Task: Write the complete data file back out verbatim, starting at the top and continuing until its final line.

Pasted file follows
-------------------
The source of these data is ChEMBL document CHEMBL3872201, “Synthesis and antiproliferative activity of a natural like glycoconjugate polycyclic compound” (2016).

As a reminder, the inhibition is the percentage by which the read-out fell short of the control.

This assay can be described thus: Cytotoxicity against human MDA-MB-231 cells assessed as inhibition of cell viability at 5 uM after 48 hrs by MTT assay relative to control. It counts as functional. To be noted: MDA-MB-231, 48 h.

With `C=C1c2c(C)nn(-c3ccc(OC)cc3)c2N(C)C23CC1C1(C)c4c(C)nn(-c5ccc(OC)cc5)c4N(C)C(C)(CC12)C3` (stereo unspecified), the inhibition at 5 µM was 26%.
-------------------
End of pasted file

The source of these data is ChEMBL document CHEMBL3872201, “Synthesis and antiproliferative activity of a natural like glycoconjugate polycyclic compound” (2016).

As a reminder, the inhibition is the percentage by which the read-out fell short of the control.

This assay can be described thus: Cytotoxicity against human MDA-MB-231 cells assessed as inhibition of cell viability at 5 uM after 48 hrs by MTT assay relative to control. It counts as functional. To be noted: MDA-MB-231, 48 h.

With `C=C1c2c(C)nn(-c3ccc(OC)cc3)c2N(C)C23CC1C1(C)c4c(C)nn(-c5ccc(OC)cc5)c4N(C)C(C)(CC12)C3` (stereo unspecified), the inhibition at 5 µM was 26%.